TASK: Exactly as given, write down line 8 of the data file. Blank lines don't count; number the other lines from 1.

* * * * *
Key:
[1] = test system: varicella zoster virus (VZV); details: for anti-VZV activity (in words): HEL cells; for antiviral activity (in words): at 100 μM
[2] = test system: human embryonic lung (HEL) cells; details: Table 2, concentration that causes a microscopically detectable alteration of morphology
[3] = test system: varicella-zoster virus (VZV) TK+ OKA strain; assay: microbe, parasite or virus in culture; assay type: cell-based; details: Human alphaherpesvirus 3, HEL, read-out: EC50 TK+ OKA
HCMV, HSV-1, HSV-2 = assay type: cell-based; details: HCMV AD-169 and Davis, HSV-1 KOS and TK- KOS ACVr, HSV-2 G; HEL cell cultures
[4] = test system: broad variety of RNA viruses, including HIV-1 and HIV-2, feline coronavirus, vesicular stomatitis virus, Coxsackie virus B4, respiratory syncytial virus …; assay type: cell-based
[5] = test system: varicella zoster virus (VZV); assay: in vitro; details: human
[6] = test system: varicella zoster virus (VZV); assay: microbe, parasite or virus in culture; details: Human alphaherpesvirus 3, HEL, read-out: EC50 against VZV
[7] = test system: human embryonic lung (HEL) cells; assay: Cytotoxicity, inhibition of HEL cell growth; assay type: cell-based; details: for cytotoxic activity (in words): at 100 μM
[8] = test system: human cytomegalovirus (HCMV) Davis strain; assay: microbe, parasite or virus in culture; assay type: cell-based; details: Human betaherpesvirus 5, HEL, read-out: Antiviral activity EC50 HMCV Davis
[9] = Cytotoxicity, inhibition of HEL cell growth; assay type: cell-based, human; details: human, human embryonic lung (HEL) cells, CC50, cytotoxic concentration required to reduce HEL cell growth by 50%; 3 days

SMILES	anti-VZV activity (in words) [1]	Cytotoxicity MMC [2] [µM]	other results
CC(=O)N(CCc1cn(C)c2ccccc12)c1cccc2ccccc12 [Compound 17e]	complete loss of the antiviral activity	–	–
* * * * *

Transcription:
[6] = test system: varicella zoster virus (VZV); assay: microbe, parasite or virus in culture; details: Human alphaherpesvirus 3, HEL, read-out: EC50 against VZV